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Joan Stott

Joan Stott

Senior PFM Specialist, CABRI

Interview crowd in Daykundi, Afghanistan – Institute for Money, Technology and Financial Inclusion (Creative Commons licensed via Flickr)

The data revolution: finding the missing millions

21 May 2015
ODI, London
We held the UK launch of the flagship report 'The data revolution: finding the missing millions', with a panel debate on the data revolution, the importance of data for development and how the data revolution can be used to help the world's poorest people.
Blog Post
Young Myanmar girls in local dress - Meriem Gray / World Bank (Creative Commons licensed via Flickr)

Counting the uncounted: leaving no one behind in Myanmar

Tom Berliner
21 April 2015

Tom Berliner, co-author of our new report on the data revolution, writes on the potential for gathering good data in the toughest of circumstances. The example of Myanmar's new census – the first for over 30 years – shows how major political and technical challenges can be overcome so that the data revolution reaches the most marginalised.

Blog Post
Fingerprinting in the fight against tuberculosis - OperationASHA (Creative Commons licensed via Flickr)

A data revolution for governments: filling the gaps

Elizabeth Stuart
20 April 2015

Elizabeth Stuart blogs on why data gaps matter for governments. Tackling them is important not just because they hinder the ability to measure progress, but because they're often a part of what's actually hindering progress as well.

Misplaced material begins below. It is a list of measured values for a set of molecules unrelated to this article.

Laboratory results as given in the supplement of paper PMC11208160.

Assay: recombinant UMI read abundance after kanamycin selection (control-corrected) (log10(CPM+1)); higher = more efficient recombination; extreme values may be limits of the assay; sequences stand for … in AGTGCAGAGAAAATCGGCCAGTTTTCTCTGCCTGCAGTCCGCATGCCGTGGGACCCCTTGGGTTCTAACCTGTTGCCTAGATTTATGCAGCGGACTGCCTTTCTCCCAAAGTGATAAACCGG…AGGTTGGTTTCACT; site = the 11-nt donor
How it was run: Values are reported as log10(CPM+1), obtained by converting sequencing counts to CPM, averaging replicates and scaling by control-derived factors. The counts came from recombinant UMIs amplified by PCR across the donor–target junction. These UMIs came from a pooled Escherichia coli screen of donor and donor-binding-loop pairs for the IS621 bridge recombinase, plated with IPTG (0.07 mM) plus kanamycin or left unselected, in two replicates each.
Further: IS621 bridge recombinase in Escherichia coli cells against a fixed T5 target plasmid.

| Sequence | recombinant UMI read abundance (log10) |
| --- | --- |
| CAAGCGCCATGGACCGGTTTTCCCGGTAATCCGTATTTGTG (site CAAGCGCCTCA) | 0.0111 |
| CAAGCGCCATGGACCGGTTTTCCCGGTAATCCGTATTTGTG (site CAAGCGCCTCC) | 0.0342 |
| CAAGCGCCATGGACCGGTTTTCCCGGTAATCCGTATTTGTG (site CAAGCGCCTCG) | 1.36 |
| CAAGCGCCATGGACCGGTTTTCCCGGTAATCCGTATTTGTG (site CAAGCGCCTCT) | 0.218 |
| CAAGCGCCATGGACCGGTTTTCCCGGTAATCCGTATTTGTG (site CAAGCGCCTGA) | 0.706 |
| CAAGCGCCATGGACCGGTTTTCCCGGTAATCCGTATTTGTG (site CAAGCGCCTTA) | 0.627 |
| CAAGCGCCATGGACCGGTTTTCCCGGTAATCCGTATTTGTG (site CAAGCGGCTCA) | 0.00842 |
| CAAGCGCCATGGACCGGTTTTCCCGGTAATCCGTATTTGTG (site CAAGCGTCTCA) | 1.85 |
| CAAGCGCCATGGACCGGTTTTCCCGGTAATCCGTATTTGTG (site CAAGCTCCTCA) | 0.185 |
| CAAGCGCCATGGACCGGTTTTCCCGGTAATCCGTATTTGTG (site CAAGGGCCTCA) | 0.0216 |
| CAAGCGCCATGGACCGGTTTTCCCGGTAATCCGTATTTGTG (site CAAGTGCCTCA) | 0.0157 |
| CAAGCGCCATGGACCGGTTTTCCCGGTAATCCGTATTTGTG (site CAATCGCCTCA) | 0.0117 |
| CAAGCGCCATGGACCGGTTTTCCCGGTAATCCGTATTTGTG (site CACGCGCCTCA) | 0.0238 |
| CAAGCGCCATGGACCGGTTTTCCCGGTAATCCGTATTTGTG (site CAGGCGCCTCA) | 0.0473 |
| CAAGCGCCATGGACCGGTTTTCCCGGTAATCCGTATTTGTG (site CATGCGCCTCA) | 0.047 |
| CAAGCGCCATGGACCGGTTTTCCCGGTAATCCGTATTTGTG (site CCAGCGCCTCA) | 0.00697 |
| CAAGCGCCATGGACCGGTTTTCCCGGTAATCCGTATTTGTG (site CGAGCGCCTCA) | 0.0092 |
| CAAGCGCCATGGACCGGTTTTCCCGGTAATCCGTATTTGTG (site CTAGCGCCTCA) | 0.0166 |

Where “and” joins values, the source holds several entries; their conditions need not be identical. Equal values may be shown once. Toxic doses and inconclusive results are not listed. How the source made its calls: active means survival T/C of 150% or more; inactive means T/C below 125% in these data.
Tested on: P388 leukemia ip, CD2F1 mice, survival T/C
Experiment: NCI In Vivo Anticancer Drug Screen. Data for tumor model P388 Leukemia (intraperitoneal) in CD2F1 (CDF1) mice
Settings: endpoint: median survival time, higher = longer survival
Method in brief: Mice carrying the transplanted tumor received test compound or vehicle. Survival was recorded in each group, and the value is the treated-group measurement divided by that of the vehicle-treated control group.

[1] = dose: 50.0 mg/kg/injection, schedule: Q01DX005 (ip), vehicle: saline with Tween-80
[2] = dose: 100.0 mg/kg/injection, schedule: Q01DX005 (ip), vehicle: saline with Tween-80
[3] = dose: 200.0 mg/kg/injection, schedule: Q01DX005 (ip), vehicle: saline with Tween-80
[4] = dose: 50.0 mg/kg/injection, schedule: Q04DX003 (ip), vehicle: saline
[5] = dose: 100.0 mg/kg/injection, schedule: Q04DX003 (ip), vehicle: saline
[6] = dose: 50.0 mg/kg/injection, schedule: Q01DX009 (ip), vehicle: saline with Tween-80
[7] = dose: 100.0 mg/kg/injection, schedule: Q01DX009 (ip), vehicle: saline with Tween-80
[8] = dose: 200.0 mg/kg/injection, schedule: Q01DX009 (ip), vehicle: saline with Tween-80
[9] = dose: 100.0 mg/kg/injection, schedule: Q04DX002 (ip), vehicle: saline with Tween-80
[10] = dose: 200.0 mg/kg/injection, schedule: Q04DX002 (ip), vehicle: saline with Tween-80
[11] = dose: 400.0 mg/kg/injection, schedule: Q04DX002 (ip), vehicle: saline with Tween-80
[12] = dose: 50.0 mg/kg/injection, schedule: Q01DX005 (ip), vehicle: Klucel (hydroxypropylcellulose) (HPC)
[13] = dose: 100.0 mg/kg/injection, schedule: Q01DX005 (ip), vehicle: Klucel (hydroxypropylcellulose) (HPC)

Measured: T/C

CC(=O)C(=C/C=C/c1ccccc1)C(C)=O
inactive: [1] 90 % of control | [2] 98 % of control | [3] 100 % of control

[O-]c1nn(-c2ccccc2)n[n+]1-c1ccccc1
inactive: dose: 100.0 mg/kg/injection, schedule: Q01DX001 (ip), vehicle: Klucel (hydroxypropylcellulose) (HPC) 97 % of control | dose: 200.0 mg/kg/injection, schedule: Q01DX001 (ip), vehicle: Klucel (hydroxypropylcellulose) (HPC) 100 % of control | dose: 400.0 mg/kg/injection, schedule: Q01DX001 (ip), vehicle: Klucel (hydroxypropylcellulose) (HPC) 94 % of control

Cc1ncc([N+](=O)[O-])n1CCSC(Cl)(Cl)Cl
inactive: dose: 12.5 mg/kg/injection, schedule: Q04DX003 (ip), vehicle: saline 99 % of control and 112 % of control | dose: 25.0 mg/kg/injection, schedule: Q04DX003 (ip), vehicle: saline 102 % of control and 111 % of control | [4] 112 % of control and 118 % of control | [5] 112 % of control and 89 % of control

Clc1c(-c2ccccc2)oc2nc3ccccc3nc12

Woman on a cellphone at a community meeting in Aurangabad, India – Simone D. McCourtie for the World Bank (Creative Commons licensed via Flickr)

An absence of data is impeding development progress, particularly for the poorest and most marginalised. A new flagship report, launching today at the Cartagena Data Festival, sets out the challenges and how they can be overcome to harness the data revolution for those who need it the most.

Blog Post
People in Sri Lanka with seedlings – Dominic Sansoni for the World Bank (Creative Commons licensed via Flickr)

What is development cooperation? Four criteria to help define it

Jonathan Glennie and José Antonio Alonso
9 April 2015

As the world constructs the next phase of development and poverty reduction, Jonathan Glennie and José Antonio Alonso propose four criteria to help to define what should be considered development cooperation based on their new report for the UN's Development Cooperation Forum.

Blog Post
Women working in the field, Ghana - Curt Carnemark for World Bank (Creative Commons licensed via Flickr)

Leaving no one behind – how to make it come to life

Elizabeth Stuart
25 March 2015

Following the 'Leave No One Behind' event at the UN last week, Elizabeth Stuart summarises her three proposals for how governments can reach the most marginalised communities and turn 'leave no one behind' from rhetoric into reality.


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